Analogue years
The CSU team picked four previous years when atmospheric and oceanic conditions were similar to what we are seeing this year: neutral El Niño conditions in April - May and average tropical Atlantic and far North Atlantic SSTs during
April - May, followed by August - October periods that were generally characterized by weak El Niño conditions and average tropical Atlantic SSTs . Those four years were 2009, a quiet El Niño year with only 3 hurricanes; 2001, which featured two major Caribbean hurricanes, Iris and Michelle; 1968, a very quiet year with no hurricanes stronger than a Category 1; and 1953, a moderately busy year with 14 named storms, 6 hurricanes, and 4 intense hurricanes. The mean activity for these four years was 11.5 named storms, 6 hurricanes, and 2.5 intense hurricanes.

How accurate are the June forecasts?
The June forecasts by the CSU team between 1998 and 2009 had a skill 19% - 30% higher than a "no-skill" climatology forecast for number of named storms, number of hurricanes, and the ACE index (Figure 3). This is a decent amount of skill for a seasonal forecast, and these June forecasts can be useful to businesses such as the insurance industry and oil and gas industry that need to make bets on how active the coming hurricane season will be. Unfortunately, the CSU June 1 forecasts do poorly at forecasting the number of major hurricanes (only 3% skill), and major hurricanes cause 80% - 85% of all hurricane damage (normalized to current population and wealth levels.) This year's June forecast uses a brand new formula tried in 2011 for the first time, so there is no way to evaluate its performance. An Excel spreadsheet of their forecast skill (expressed as a mathematical correlation coefficient) show values from 0.41 to 0.62 for their June forecasts made between 1984 and 2010, which is respectable.


Figure 3. Comparison of the percent improvement over climatology for May and August seasonal hurricane forecasts for the Atlantic from NOAA, CSU and TSR from 1999-2009 (May) and 1998-2009 (August), using the Mean Squared Error. Image credit: Verification of 12 years of NOAA seasonal hurricane forecasts, National Hurricane Center.


Figure 4. Comparison of the percent improvement in mean square error over climatology for seasonal hurricane forecasts for the Atlantic from NOAA, CSU and TSR from 2002-2011, using the Mean Square Skill Score (MSSS). The figure shows the results using two different climatologies: a fixed 50-year (1950 - 1999) climatology, and a 2002 - 2011 climatology. Skill is poor for forecasts issued in December and April, moderate for June forecasts, and good for August forecasts. Image credit: Tropical Storm Risk, Inc.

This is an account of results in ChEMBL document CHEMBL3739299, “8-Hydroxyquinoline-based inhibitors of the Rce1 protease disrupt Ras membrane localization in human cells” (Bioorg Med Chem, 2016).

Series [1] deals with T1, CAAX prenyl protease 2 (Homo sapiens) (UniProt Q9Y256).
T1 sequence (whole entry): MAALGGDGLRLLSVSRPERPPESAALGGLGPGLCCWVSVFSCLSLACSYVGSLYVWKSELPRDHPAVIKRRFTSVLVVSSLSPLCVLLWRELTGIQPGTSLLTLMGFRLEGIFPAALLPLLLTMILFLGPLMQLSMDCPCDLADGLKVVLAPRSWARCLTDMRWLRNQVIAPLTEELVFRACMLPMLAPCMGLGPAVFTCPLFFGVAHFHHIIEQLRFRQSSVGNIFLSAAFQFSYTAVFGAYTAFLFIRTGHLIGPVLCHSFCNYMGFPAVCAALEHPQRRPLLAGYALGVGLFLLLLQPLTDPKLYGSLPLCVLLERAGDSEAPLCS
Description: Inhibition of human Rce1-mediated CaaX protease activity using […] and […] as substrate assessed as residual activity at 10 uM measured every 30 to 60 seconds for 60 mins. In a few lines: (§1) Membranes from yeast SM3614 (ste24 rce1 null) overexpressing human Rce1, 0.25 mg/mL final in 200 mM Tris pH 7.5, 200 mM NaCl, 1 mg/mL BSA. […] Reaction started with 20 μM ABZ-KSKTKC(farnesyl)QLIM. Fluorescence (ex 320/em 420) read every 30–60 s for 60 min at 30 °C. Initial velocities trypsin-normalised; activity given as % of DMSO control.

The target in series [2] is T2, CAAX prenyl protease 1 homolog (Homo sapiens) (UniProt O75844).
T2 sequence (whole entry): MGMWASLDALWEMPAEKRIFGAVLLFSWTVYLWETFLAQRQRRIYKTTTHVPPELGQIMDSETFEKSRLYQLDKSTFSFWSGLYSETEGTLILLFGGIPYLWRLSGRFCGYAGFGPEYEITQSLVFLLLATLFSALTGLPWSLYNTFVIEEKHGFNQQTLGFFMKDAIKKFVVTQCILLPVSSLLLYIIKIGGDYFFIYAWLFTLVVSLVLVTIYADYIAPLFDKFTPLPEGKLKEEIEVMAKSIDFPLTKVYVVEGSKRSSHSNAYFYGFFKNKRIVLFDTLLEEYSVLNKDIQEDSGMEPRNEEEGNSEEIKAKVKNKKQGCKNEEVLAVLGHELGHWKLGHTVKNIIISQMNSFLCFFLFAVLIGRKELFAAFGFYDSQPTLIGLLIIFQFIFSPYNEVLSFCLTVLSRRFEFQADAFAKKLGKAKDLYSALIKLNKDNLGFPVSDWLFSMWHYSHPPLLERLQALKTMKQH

TSR predicts a near-average hurricane season
The British private forecasting firm Tropical Storm Risk, Inc. (TSR) calls for 12.7 named storms, 5.7 hurricanes, 2.7 intense hurricanes, and an Accumulated Cyclone Energy (ACE) of 98, which is near average. TSR rates their skill level as 23 - 27% higher than a "no-skill" forecast made using climatology, though an independent assessment by the National Hurricane Center (Figure 3) gives them somewhat lower skill numbers, using a different metric than TSR uses. TSR predicts a 48% chance that U.S. landfalling activity will be above average, a 26% chance it will be near average, and a 26% chance it will be below average. TSR’s two predictors for their statistical model are the forecast July-September trade wind speed over the Caribbean and tropical North Atlantic, and the forecast August-September 2012 sea surface temperatures in the tropical North Atlantic.

TSR projects that 3.6 named storms will hit the U.S., with 1.6 of these being hurricanes. The averages from the 1950-2011 climatology are 3.1 named storms and 1.5 hurricanes. They rate their skill at making these June forecasts for U.S. landfalls at 7 - 11% higher than a "no-skill" forecast made using climatology. In the Lesser Antilles Islands of the Caribbean, TSR projects 1.2 named storms, 0.5 of these being hurricanes. Climatology is 1.1 named storms and 0.5 hurricanes.

FSU predicts a slightly above-average hurricane season: 13 named storms
The Florida State University (FSU) Center for Ocean-Atmospheric Prediction Studies (COAPS) issued their fourth annual Atlantic hurricane season forecast, calling for a 70% probability of 10 - 16 named storms and 5 - 9 hurricanes. The mid-point forecast is for 13 named storms, 7 hurricanes, and an accumulated cyclone energy (ACE) of 122. The scientists use a numerical atmospheric model developed at COAPS to understand seasonal predictability of hurricane activity. The model is one of only a handful of numerical models in the world being used to study seasonal hurricane activity and is different from the statistical methods used by other seasonal hurricane forecasters such as Colorado State, TSR, and PSU (NOAA uses a hybrid statistical-dynamical model technique.) The FSU forecast has been the best one over the past three years, for predicting numbers of Atlantic named storms and hurricanes:

2009 prediction: 8 named storms, 4 hurricanes. Actual: 9 named storms, 3 hurricanes
2010 prediction: 17 named storms, 10 hurricanes. Actual: 19 named storms, 12 hurricanes
2011 prediction: 17 named storms, 9 hurricanes. Actual: 19 named storms, 7 hurricanes

Penn State predicts a near-average hurricane season: 11 named storms
A statistical model by Penn State's Michael Mann and alumnus Michael Kozar is calling for an average Atlantic hurricane season with 11.2 named storms, plus or minus 3.3 storms. Their prediction was made using statistics of how past hurricane seasons have behaved in response to sea surface temperatures (SSTs), the El Niño/La Niña oscillation, the North Atlantic Oscillation (NAO), and other factors. The statistic model assumes that in 2012 the current 0.35°C above average temperatures in the MDR will persist throughout hurricane season, the El Niño phase will be neutral to slightly warm, and the North Atlantic Oscillation (NAO) will be near average.